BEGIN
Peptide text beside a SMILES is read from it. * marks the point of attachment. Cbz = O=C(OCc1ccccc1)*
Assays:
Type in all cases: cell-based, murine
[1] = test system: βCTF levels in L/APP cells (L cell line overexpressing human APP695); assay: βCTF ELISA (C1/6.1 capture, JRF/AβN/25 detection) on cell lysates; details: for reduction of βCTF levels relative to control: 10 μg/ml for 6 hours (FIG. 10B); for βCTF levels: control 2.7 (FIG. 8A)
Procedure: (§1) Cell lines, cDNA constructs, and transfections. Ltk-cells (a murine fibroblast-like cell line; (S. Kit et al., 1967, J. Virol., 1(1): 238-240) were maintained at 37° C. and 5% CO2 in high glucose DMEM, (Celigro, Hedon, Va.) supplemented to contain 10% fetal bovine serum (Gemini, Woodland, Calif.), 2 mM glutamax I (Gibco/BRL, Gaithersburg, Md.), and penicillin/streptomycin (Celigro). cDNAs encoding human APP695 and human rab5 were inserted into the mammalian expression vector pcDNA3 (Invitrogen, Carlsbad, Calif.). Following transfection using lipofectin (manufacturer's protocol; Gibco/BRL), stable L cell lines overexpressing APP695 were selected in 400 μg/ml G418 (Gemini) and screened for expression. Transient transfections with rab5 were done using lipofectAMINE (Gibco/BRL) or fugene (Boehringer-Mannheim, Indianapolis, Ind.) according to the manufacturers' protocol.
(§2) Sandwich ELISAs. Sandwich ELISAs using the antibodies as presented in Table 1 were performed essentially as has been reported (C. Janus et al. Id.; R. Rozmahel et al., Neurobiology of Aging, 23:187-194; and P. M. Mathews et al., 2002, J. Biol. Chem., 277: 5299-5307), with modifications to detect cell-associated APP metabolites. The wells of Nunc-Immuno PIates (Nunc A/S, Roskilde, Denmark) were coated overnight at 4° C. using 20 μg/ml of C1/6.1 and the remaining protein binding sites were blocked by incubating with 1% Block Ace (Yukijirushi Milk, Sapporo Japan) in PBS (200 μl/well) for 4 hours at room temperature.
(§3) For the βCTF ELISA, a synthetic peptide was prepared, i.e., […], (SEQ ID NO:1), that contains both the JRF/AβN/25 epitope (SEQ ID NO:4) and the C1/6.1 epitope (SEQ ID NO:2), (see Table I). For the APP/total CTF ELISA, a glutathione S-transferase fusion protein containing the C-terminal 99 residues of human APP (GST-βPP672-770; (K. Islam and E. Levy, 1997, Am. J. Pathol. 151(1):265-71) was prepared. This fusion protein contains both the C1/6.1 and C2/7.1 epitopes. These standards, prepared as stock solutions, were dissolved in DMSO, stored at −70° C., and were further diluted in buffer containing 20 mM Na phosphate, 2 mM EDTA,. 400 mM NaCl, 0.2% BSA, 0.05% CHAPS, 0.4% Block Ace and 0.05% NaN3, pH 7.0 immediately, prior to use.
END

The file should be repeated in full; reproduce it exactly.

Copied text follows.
Peptide text beside a SMILES is read from it. * marks the point of attachment. Cbz = O=C(OCc1ccccc1)*
Assays:
Type in all cases: cell-based, murine
[1] = test system: βCTF levels in L/APP cells (L cell line overexpressing human APP695); assay: βCTF ELISA (C1/6.1 capture, JRF/AβN/25 detection) on cell lysates; details: for reduction of βCTF levels relative to control: 10 μg/ml for 6 hours (FIG. 10B); for βCTF levels: control 2.7 (FIG. 8A)
Procedure: (§1) Cell lines, cDNA constructs, and transfections. Ltk-cells (a murine fibroblast-like cell line; (S. Kit et al., 1967, J. Virol., 1(1): 238-240) were maintained at 37° C. and 5% CO2 in high glucose DMEM, (Celigro, Hedon, Va.) supplemented to contain 10% fetal bovine serum (Gemini, Woodland, Calif.), 2 mM glutamax I (Gibco/BRL, Gaithersburg, Md.), and penicillin/streptomycin (Celigro). cDNAs encoding human APP695 and human rab5 were inserted into the mammalian expression vector pcDNA3 (Invitrogen, Carlsbad, Calif.). Following transfection using lipofectin (manufacturer's protocol; Gibco/BRL), stable L cell lines overexpressing APP695 were selected in 400 μg/ml G418 (Gemini) and screened for expression. Transient transfections with rab5 were done using lipofectAMINE (Gibco/BRL) or fugene (Boehringer-Mannheim, Indianapolis, Ind.) according to the manufacturers' protocol.
(§2) Sandwich ELISAs. Sandwich ELISAs using the antibodies as presented in Table 1 were performed essentially as has been reported (C. Janus et al. Id.; R. Rozmahel et al., Neurobiology of Aging, 23:187-194; and P. M. Mathews et al., 2002, J. Biol. Chem., 277: 5299-5307), with modifications to detect cell-associated APP metabolites. The wells of Nunc-Immuno PIates (Nunc A/S, Roskilde, Denmark) were coated overnight at 4° C. using 20 μg/ml of C1/6.1 and the remaining protein binding sites were blocked by incubating with 1% Block Ace (Yukijirushi Milk, Sapporo Japan) in PBS (200 μl/well) for 4 hours at room temperature.
(§3) For the βCTF ELISA, a synthetic peptide was prepared, i.e., […], (SEQ ID NO:1), that contains both the JRF/AβN/25 epitope (SEQ ID NO:4) and the C1/6.1 epitope (SEQ ID NO:2), (see Table I). For the APP/total CTF ELISA, a glutathione S-transferase fusion protein containing the C-terminal 99 residues of human APP (GST-βPP672-770; (K. Islam and E. Levy, 1997, Am. J. Pathol. 151(1):265-71) was prepared. This fusion protein contains both the C1/6.1 and C2/7.1 epitopes. These standards, prepared as stock solutions, were dissolved in DMSO, stored at −70° C., and were further diluted in buffer containing 20 mM Na phosphate, 2 mM EDTA,. 400 mM NaCl, 0.2% BSA, 0.05% CHAPS, 0.4% Block Ace and 0.05% NaN3, pH 7.0 immediately, prior to use.